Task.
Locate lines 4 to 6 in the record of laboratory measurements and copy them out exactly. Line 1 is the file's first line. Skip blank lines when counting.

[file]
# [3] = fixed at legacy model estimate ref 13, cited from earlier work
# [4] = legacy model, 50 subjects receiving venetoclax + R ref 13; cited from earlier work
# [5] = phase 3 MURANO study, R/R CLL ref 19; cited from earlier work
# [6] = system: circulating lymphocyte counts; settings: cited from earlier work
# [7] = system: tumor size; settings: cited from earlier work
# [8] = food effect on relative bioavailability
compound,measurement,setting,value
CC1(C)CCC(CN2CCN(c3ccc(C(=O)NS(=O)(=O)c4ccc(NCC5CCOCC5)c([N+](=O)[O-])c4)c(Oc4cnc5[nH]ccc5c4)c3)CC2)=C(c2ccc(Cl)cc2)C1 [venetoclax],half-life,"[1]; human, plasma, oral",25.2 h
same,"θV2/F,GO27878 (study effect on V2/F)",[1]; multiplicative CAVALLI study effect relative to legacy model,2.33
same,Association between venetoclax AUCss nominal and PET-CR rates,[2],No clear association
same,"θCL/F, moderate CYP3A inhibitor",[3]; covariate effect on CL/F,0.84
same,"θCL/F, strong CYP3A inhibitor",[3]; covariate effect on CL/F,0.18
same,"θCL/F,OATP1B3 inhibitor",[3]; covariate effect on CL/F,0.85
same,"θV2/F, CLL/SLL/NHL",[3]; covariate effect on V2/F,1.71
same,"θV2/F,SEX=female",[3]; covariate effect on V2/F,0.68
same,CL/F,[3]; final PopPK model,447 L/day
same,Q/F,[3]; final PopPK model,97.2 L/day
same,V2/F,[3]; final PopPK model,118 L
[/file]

# [6] = system: circulating lymphocyte counts; settings: cited from earlier work
# [7] = system: tumor size; settings: cited from earlier work
# [8] = food effect on relative bioavailability